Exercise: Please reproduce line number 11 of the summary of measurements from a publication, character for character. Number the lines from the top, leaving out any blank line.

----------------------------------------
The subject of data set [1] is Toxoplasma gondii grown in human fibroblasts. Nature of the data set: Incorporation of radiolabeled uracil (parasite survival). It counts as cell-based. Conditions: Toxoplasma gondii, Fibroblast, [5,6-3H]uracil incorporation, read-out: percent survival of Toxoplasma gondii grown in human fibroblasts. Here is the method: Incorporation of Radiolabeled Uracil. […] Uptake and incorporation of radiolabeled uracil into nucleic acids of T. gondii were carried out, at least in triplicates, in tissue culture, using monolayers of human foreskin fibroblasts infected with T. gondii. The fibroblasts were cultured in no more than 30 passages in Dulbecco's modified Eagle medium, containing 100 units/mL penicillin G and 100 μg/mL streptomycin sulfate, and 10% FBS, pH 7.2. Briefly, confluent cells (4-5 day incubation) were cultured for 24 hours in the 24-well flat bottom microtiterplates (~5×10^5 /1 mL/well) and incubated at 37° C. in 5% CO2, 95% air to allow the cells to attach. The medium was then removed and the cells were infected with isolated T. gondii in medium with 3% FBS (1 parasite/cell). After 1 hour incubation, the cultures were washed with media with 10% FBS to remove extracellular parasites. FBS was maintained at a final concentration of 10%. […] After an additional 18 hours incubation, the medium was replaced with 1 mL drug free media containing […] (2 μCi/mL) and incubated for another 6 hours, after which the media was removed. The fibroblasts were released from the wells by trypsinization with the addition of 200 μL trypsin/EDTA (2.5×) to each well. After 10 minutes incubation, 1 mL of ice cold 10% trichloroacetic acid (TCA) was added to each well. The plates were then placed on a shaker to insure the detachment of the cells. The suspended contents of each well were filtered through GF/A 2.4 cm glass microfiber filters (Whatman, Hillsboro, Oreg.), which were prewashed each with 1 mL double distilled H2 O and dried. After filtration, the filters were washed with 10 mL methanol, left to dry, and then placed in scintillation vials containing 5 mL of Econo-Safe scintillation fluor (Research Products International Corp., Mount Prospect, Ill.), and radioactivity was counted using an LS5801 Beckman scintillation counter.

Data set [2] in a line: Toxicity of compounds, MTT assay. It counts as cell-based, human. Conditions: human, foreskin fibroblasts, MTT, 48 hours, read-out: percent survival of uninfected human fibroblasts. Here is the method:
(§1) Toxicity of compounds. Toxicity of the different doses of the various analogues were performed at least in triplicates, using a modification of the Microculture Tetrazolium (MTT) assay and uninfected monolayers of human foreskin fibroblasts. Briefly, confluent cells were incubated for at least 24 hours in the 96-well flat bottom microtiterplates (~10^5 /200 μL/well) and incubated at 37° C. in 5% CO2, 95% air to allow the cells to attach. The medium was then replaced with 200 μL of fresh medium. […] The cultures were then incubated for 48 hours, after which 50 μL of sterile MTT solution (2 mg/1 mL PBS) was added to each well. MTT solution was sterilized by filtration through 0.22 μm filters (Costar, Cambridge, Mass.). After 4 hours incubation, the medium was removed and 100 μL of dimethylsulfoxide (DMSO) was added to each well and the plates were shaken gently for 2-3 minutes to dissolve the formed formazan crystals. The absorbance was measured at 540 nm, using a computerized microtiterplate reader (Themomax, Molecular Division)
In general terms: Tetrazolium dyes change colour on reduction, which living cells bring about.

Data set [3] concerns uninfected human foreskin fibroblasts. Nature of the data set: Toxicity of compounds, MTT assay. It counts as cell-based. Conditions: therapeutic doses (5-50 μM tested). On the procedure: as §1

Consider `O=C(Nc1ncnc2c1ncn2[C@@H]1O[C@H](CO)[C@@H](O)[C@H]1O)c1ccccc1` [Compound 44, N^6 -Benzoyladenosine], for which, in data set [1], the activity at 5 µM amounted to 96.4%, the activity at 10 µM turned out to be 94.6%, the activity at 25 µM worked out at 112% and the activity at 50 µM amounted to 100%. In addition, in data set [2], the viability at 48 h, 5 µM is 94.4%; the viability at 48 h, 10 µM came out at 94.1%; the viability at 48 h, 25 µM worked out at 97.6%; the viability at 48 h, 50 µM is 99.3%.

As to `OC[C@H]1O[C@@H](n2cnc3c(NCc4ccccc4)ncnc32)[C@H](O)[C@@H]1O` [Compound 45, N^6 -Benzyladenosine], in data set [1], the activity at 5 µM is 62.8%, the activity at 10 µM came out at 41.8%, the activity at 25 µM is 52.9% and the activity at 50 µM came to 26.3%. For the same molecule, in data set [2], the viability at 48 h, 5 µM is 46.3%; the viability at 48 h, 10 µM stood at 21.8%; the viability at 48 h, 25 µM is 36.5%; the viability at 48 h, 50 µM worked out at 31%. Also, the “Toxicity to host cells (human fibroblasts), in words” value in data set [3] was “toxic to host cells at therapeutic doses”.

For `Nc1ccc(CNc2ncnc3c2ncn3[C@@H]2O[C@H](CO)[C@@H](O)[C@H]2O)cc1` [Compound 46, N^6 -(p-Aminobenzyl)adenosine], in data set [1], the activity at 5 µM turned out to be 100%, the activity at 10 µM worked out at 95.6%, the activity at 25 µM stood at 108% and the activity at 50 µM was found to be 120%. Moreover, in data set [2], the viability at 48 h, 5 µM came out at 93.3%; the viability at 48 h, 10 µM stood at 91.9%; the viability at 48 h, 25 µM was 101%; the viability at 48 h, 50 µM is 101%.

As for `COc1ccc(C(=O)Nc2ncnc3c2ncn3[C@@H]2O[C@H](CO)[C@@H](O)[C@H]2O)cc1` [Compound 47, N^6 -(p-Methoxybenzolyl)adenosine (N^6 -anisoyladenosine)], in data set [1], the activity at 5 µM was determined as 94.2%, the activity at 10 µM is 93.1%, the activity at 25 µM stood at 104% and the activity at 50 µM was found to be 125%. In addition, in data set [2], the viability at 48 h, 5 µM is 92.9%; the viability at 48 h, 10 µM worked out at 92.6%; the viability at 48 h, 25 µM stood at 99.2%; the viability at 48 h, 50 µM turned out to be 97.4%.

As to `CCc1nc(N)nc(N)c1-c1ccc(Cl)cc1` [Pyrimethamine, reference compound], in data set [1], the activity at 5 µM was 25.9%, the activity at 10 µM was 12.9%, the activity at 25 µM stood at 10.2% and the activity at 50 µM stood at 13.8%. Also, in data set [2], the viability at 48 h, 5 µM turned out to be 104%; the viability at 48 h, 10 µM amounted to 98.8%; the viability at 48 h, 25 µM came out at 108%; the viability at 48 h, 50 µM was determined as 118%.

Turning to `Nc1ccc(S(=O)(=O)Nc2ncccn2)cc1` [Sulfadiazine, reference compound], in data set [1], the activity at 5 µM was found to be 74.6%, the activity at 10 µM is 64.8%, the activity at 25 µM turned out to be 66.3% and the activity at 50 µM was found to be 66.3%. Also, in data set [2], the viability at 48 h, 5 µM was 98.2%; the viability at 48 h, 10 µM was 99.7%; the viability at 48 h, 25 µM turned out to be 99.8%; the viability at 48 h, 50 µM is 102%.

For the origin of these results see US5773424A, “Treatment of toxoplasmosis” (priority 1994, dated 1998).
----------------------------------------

Turning to `Nc1ccc(S(=O)(=O)Nc2ncccn2)cc1` [Sulfadiazine, reference compound], in data set [1], the activity at 5 µM was found to be 74.6%, the activity at 10 µM is 64.8%, the activity at 25 µM turned out to be 66.3% and the activity at 50 µM was found to be 66.3%. Also, in data set [2], the viability at 48 h, 5 µM was 98.2%; the viability at 48 h, 10 µM was 99.7%; the viability at 48 h, 25 µM turned out to be 99.8%; the viability at 48 h, 50 µM is 102%.